The bells of Big Ben rang 11 times on Sunday to mark the start of a two-minute silence honouring the nation’s fallen soldiers.
Remembrance Sunday is held every year in the UK on the closest Sunday to Armistice Day, which this year fell on 11 November.
This is the first year that King Charles III has led a Remembrance Sunday service as monarch.
He led the UK’s royals and senior politicians in a ceremony at the Cenotaph, the national war memorial in central London, where they laid wreaths in tribute to fallen servicemen and women.
The day’s events also featured a solemn march through the capital, in which 10,000 veterans – from the oldest 100-year-old World War II veterans to the youngest who served in recent conflicts like Afghanistan – took part.
Traditionally, Britons mark the occasion by wearing poppies and observing a national two-minute silence at 11 am.
First Remembrance Day since the Queen's death
This year's ceremony is especially poignant for Britain's royal family because it marks the first Remembrance Day since the death of Queen Elizabeth II, who considered the day one of the most important engagements in her royal calendar.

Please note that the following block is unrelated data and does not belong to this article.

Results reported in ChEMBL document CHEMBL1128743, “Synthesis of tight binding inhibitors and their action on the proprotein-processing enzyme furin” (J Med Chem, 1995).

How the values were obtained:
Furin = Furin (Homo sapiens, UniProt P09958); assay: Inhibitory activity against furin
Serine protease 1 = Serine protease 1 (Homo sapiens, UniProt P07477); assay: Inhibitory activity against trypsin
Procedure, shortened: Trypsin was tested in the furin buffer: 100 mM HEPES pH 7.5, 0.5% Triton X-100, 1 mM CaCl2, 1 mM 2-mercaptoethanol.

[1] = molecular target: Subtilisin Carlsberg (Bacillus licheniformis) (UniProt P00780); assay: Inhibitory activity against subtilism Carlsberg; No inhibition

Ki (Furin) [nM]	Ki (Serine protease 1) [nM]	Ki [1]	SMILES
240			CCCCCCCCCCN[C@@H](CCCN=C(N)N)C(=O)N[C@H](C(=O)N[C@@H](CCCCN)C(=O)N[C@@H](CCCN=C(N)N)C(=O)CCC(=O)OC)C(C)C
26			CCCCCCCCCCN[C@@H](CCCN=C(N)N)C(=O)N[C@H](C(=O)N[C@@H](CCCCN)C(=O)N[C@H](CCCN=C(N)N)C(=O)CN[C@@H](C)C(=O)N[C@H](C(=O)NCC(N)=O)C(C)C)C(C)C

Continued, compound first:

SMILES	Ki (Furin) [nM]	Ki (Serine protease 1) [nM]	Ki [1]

Elizabeth, who died on September 8 at 96 years old, lived through World War II and only missed seven Cenotaph services during her 70-year reign.
Officials said this year's service is dedicated both to fallen soldiers in wars past and to Ukrainians fighting against Russia's invasion.
“We must never forget those who gave their lives in defence of our values and our great nation," Defence Secretary Ben Wallace said.
“All of us will also be thinking of those brave Ukrainians who are fighting for their very own survival to defend freedom and democracy for all, just as the UK and Commonwealth soldiers did in both world wars."
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